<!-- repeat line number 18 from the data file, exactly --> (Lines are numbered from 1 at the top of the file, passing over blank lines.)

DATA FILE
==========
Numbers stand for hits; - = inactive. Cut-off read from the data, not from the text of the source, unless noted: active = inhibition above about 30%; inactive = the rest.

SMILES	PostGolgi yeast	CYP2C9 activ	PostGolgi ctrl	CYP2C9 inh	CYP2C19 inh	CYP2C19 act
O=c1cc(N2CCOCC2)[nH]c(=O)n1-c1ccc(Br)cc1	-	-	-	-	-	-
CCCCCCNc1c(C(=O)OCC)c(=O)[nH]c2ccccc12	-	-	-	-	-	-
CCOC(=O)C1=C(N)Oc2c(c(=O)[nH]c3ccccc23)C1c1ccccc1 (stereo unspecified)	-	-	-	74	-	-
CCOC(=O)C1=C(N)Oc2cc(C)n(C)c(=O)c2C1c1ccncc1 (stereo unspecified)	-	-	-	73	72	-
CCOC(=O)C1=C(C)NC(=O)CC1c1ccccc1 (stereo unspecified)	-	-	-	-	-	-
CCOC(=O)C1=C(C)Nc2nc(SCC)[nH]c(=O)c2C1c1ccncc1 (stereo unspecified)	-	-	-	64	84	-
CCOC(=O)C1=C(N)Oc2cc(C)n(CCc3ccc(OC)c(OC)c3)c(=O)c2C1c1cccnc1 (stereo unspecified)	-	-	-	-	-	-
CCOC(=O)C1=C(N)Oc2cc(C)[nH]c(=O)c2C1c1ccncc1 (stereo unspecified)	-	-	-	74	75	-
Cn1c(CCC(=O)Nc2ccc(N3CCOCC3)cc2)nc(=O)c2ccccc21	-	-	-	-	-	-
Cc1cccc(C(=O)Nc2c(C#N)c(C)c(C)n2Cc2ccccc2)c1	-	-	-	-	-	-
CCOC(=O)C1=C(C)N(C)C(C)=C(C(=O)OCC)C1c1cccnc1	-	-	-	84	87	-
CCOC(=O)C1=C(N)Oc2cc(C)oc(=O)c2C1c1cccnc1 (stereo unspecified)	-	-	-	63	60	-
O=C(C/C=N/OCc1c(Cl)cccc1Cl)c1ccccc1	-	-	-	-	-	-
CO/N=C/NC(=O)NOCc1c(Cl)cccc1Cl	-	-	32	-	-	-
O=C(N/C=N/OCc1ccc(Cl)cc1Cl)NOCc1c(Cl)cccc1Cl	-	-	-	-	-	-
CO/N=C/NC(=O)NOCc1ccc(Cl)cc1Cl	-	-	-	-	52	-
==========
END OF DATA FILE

CO/N=C/NC(=O)NOCc1ccc(Cl)cc1Cl	-	-	-	-	52	-